We’re unable to charm face to face and anxiety inhibits us as we over think, fear offending or show too much interest,” he explained.
If they both match, their contact details are shared with one another, so the event is almost like a mix of old-fashioned and digital dating.
But for another speed dating event, one of many on February 14, the focus is solely on the “human connection” and some come out with friends as well as dates.
Without searching particularly hard, I find 12 speed dating events - including an attempt to break a world record - ahead of Valentine's Day.
Denise Robinson, who is organising the world record attempt at Dublin's CHQ building, has sold 800 tickets already.
Every need is catered for at the swipe of a finger, but how often do these digital match-ups turn into the real deal?
There is something of a rebellion brewing among singletons, who are now opting for face-to-face dating opportunities and of all things making a comeback, speed dating is emerging as the frontrunner.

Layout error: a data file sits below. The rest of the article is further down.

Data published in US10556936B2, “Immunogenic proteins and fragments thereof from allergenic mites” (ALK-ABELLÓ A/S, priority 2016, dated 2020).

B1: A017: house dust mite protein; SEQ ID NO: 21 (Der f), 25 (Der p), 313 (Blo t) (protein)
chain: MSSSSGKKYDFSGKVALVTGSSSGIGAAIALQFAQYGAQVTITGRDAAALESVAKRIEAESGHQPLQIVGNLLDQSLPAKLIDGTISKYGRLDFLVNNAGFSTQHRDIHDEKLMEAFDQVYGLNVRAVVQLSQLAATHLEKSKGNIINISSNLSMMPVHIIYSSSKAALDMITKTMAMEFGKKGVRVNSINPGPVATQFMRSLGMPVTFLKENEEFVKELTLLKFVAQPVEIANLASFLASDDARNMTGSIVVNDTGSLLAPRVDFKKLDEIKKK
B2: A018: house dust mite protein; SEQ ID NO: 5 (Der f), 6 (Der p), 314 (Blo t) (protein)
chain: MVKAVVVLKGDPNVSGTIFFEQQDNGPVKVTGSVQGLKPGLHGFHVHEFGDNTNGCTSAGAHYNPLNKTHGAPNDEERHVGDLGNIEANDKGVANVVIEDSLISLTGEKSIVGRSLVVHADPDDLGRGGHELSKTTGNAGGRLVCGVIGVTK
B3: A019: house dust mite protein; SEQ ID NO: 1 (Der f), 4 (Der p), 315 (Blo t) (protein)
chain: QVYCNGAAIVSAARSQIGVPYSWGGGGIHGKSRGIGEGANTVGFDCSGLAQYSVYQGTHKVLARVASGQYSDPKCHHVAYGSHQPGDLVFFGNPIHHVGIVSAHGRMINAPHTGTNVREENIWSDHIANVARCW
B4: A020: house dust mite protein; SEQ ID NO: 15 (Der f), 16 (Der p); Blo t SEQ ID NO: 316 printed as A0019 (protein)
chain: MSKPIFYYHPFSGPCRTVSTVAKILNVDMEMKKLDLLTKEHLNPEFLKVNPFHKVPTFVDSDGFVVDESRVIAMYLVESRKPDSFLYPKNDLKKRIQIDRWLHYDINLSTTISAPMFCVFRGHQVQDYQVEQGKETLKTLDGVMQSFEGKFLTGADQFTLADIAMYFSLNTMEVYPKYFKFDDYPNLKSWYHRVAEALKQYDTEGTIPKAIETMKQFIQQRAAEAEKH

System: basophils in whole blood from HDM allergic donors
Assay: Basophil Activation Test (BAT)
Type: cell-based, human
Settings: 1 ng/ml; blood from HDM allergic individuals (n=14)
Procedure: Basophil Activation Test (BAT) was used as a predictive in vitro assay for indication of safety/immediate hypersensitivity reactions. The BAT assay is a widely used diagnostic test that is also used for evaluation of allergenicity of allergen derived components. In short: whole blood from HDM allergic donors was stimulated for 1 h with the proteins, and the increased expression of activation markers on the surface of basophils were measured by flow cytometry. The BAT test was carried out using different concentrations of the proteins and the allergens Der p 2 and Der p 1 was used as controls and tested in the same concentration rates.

Any person who has been single in the last 10 years will tell you that: a combination of internet only dating, niche apps and the increasingly rare experience of in-person communication are some of the many reasons for these complications in the millennial age.
Fewer people are meeting the loves of their lives (or otherwise) in clubs and pubs anymore.
The ‘Positive Nights’ speed dating event incorporates both mindfulness and romance, according to organiser Paul Congdon.
“When you come into the event, rather than going in with judgements like whether you fancy them or like how they look, we encourage people to stay in the moment, to connect with them and have a chat,” he told
Irish people just don’t have the confidence – or the eagerness – to introduce themselves in person, when they could hide behind a screen and save themselves from potential rejection.